The stock purchase warrants have been accounted for as equity in accordance with FASB ASC 480, Accounting for Derivative Financial Instruments indexed to, and potentially settled in, a company’s own stock, distinguishing liabilities from equity.

 

The following table reflects all outstanding and exercisable warrants at June 30, 2018 and December 31, 2017. All stock warrants are exercisable for a period between three and five years from the date of issuance.

 

    Number of Warrants Outstanding     Weighted Avg. Exercise Price     Weighted Avg. Contractual Life (Yrs.)  
Balance January 1, 2017     7,608,154     $ 0.26       0.75  
Warrants issued     567,166     $ 1.50       2.25  
Less: Warrants exercised     (7,107,765 )   $ 0.24          
Warrants forfeited     (29,190 )   $ 0.24          
Balance December 31, 2017     1,038,365     $ 1.36       2.38  
Warrants issued                      
Less: Warrants exercised     (256,455 )                
Balance June 30, 2018     781,910     $ 1.36       1.88  

 

Stock Options

 

The following table represents all outstanding and exercisable stock options as of June 30, 2018.

    

    Options
issued
    Options
forfeited
    Options
outstanding
    Vested
options
    Strike Price     Weighted Average Remaining Life In Years
                                   
      7,735,350             7,735,350       7,735,350     $ 0.24     4.77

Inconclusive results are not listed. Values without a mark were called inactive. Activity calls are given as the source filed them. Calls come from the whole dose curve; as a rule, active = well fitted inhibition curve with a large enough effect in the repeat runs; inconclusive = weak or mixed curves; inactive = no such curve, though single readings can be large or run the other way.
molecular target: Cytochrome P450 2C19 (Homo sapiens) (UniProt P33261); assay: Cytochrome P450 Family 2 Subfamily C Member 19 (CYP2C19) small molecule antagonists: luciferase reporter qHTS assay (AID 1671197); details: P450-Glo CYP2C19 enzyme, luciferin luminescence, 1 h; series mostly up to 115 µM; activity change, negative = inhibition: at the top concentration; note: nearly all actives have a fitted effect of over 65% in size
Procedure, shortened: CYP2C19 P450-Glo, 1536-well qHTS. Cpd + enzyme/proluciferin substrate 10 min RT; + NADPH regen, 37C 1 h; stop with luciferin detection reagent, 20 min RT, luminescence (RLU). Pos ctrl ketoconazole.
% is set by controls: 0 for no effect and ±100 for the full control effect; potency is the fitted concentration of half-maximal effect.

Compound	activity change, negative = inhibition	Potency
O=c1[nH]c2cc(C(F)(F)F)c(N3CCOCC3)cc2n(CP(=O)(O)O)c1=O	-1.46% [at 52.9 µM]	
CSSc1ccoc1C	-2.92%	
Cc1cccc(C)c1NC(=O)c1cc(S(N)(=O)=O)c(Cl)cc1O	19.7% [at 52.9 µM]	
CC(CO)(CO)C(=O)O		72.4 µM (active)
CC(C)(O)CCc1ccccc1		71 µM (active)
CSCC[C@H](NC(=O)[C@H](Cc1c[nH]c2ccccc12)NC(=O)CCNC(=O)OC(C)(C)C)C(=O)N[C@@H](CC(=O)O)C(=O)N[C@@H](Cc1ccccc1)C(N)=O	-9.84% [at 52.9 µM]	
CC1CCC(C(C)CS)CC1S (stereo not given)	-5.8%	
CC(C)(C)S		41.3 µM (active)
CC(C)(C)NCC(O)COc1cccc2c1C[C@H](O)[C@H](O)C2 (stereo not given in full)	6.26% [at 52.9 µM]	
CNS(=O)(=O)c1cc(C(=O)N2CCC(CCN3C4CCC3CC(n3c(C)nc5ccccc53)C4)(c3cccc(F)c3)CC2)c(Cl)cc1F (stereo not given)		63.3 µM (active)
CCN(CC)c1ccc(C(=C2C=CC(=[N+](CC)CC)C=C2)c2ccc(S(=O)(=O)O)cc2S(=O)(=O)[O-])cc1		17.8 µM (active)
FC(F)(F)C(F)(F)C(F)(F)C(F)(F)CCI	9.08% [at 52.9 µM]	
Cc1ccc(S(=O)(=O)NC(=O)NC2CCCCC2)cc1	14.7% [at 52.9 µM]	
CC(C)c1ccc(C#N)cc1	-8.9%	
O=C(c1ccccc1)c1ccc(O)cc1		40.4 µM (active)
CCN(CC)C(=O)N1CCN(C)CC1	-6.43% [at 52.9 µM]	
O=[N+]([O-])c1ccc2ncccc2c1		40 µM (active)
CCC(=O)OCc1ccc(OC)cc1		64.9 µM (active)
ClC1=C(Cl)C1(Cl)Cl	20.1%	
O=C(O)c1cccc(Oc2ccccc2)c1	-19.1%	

9,695,250       417,000       9,278,250       9,278,250     $ 0.36     .95
      938,250       938,250                 $ 0.48      
      13,135,500       3,544,500       9,591,000       9,591,000     $ 0.72     1.76
      5,481,000       1,042,500       4,438,500       4,340,406     $ 0.78     2.62
Total     36,985,350       (5,942,250 )     31,043,100       30,945,006             2.39

 

  F- 20  
 

 

On May 1, 2018 the Company granted 60,000 stock options to a new employee at a strike price of $0.78, vesting over a five-year period. Using the Black Sholes model with a volatility of 520.58%, with no dividends paid since inception and a risk-free interest rate of 2.86%; resulted in stock-based compensation expense of $27,600 which will amortized over a 60 month period, or $460 per month.